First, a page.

Wall Street showed signs of discord on Thursday, with various major benchmarks moving in opposite directions, reflecting some of the cross-currents among different sectors. After a long advance to record heights for the Nasdaq Composite, tech stocks were generally weaker today, but some high-profile consumer favorites in the Dow Jones Industrial Average powered that benchmark up. Market sentiment appears to be generally solid, but some companies had to deal with specific issues that sent their shares lower. MercadoLibre (NASDAQ:MELI), REV Group (NYSE:REVG), and ArcelorMittal (NYSE:MT) were among the worst performers on the day. Here's why they did so poorly.
MercadoLibre deals with Brazilian woes
Shares of MercadoLibre dropped 8% on a bad day for stocks with significant exposure to the Brazilian market. Brazil's Bovespa index fell 4%, extending its correction to about 15% since February, and the value of the Brazilian real fell to its lowest level in more than a year amid labor problems and political uncertainty in the South American nation. MercadoLibre has benefited greatly from the recovery in Brazil's consumer economy in recent years, but a fast rise in fuel prices has destabilized the country. Nothing about MercadoLibre's long-term prospects has changed, but shareholders just seem worried about the near-term impact of potential social unrest on consumers' willingness to make purchases.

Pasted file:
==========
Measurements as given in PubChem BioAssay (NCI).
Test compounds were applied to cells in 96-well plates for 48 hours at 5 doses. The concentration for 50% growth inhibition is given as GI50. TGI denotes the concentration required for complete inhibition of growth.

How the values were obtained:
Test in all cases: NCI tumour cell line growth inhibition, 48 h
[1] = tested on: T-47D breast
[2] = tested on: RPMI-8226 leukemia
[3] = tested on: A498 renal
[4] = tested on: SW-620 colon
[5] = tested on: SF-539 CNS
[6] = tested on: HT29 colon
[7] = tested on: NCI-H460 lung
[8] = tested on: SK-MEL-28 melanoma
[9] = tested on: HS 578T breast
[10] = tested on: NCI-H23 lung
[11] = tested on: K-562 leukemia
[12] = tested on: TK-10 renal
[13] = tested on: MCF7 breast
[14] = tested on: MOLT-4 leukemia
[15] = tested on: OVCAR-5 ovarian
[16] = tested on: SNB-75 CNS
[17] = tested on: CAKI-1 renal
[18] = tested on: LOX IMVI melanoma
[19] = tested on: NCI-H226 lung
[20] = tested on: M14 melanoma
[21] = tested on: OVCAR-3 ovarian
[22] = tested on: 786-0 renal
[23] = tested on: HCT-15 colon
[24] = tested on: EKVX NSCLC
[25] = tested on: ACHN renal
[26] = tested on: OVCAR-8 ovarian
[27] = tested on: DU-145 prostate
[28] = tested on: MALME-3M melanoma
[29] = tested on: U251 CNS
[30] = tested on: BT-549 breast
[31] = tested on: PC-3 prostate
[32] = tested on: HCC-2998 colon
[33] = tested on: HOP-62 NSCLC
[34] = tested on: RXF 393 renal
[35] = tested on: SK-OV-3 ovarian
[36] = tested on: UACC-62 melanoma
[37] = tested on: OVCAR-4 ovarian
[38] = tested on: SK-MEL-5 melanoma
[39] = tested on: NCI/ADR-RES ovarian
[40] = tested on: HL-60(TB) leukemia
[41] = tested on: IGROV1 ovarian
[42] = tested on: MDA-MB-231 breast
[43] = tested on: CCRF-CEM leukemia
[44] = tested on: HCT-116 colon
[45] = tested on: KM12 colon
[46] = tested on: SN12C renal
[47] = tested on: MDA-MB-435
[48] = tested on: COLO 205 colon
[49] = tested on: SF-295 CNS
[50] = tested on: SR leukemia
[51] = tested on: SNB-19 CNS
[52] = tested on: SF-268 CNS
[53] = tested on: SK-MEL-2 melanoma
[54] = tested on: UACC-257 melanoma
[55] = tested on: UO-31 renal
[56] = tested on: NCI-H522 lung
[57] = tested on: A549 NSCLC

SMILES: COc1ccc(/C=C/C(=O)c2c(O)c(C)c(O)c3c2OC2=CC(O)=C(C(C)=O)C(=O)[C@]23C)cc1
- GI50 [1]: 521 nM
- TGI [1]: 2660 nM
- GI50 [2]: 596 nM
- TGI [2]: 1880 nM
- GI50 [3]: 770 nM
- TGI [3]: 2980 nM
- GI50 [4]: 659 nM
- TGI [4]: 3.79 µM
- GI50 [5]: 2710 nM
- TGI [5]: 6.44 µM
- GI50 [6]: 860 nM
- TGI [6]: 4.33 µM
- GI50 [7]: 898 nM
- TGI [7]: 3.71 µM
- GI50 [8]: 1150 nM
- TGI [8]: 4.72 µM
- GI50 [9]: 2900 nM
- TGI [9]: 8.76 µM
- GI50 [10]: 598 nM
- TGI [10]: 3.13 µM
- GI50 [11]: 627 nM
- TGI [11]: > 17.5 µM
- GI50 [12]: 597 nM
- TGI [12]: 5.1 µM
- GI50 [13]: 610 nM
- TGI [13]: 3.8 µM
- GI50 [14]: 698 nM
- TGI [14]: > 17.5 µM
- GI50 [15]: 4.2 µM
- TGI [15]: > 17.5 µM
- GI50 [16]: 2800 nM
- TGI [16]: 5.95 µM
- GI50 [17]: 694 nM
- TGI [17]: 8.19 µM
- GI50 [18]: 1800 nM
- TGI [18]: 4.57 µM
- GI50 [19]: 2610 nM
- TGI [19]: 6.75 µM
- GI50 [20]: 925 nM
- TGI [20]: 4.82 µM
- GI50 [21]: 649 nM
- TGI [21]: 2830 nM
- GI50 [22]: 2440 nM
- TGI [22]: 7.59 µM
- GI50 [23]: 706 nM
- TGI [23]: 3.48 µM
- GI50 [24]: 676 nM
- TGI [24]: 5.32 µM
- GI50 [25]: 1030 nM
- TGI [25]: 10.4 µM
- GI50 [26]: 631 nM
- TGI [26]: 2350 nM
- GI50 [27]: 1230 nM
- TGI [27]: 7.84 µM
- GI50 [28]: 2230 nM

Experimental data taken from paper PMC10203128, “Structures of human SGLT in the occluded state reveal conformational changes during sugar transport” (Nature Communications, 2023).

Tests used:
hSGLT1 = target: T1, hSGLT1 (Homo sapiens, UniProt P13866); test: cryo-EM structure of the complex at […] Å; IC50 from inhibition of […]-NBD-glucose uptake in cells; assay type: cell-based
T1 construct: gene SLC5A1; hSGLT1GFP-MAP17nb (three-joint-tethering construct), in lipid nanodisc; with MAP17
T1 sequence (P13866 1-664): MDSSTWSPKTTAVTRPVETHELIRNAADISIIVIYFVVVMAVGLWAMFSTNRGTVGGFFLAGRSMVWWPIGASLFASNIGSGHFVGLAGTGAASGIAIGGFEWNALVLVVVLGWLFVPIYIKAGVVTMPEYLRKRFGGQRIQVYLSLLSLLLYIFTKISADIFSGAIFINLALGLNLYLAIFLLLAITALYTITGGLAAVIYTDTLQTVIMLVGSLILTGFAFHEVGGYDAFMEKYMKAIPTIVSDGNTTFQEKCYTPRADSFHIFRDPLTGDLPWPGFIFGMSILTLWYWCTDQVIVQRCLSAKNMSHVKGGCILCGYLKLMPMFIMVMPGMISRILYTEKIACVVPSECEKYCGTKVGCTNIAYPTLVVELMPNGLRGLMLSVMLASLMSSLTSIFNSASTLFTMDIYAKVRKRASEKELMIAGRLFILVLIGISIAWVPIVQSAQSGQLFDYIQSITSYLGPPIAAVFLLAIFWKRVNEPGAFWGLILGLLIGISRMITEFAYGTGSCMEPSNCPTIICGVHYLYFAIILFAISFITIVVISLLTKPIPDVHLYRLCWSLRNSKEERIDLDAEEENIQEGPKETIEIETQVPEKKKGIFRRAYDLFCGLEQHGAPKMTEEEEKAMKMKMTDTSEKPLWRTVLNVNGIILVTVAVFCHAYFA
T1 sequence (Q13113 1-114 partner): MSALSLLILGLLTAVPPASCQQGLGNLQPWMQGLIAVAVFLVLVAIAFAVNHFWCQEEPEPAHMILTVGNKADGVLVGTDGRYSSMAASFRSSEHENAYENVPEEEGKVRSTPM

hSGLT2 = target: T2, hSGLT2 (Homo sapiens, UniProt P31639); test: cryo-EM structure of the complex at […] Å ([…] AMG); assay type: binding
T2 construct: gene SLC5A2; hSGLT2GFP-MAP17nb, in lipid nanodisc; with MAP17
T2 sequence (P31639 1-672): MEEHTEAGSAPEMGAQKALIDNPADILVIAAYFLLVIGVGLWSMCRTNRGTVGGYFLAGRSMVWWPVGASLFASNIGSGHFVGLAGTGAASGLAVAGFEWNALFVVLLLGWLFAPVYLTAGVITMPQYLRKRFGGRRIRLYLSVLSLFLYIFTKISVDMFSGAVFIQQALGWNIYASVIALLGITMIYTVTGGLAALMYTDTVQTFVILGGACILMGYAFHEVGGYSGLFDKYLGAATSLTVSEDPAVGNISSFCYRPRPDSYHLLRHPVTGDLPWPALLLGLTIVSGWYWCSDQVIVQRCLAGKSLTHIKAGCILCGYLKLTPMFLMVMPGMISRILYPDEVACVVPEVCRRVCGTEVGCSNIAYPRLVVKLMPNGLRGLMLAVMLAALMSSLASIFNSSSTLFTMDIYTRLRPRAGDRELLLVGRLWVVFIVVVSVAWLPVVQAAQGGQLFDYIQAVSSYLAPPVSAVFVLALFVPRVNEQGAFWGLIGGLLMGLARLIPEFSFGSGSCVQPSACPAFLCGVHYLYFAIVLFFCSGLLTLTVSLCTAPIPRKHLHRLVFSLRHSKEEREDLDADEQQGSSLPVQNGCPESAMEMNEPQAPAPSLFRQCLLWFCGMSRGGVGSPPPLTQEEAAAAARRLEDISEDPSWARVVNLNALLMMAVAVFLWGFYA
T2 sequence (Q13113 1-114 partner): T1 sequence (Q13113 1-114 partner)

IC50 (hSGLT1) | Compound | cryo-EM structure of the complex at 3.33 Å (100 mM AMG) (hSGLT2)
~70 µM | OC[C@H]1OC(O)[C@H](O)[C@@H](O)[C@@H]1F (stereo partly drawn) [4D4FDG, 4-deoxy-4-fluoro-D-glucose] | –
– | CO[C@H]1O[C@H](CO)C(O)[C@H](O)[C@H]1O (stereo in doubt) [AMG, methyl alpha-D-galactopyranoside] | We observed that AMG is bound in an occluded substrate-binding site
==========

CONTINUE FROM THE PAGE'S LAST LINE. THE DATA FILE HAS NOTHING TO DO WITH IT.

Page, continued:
REV Group hits the brakes
REV Group stock plunged 19% after the producer of specialty vehicles for fire and emergency, commercial, and recreational purposes reported its fiscal second-quarter results. The company saw better sales than it did in the prior-year period, but adjusted profits fell from year-ago levels. CEO Tim Sullivan pointed to challenges including cost inflation, component availability, and weakness in some key areas of specialization as causes for the sluggish performance, and REV Group also cut its outlook for its full fiscal year. Acquisitions have helped bolster REV Group's exposure to the red-hot RV industry, but now the company has to make sure it can execute properly in order to take advantage of the opportunity.
ArcelorMittal deals with trade pressures
Finally, shares of ArcelorMittal fell 5%. In the wake of the White House's imposition of tariffs on steel and aluminum imports from Europe and other key trading partners, the leader of ArcelorMittal's French business unit called for the European Union to impose similar quotas and other trade restrictions on imports in retaliation. ArcelorMittal gets some of its revenue from the U.S. market, but about half of its sales are from within the European Union, and if the EU follows through with a proportional response to U.S. actions, the European steelmaker might well end up getting the benefit of higher prices for its rivals in a key market. Where trade disputes will end up is anyone's guess, but for now, investors seem to prefer to avoid the potential for bad surprises.